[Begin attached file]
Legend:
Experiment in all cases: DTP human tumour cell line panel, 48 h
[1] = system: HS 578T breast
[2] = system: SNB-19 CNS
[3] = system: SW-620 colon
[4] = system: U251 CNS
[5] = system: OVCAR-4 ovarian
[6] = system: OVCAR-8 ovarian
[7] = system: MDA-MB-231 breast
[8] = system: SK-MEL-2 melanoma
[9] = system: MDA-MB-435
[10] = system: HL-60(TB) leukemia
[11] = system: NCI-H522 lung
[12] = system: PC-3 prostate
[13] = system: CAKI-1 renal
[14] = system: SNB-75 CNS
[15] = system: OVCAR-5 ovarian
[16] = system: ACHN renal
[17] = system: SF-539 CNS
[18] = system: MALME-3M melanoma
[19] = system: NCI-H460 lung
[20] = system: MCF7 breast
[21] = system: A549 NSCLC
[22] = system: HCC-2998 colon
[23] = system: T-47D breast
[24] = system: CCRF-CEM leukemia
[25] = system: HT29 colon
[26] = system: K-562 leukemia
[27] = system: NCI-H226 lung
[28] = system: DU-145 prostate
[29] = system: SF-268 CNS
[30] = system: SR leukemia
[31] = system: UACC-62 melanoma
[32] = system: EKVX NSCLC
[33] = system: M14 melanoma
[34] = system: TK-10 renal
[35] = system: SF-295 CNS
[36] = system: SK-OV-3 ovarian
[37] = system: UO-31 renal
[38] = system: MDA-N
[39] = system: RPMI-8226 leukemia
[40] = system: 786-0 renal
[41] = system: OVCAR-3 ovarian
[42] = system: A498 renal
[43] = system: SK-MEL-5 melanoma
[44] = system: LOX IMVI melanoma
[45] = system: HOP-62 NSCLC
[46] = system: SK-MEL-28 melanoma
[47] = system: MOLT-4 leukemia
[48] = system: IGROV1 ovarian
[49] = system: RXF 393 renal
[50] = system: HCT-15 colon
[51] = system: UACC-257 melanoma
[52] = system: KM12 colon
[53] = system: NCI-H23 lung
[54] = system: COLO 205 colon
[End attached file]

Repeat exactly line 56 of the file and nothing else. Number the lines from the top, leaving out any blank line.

[54] = system: COLO 205 colon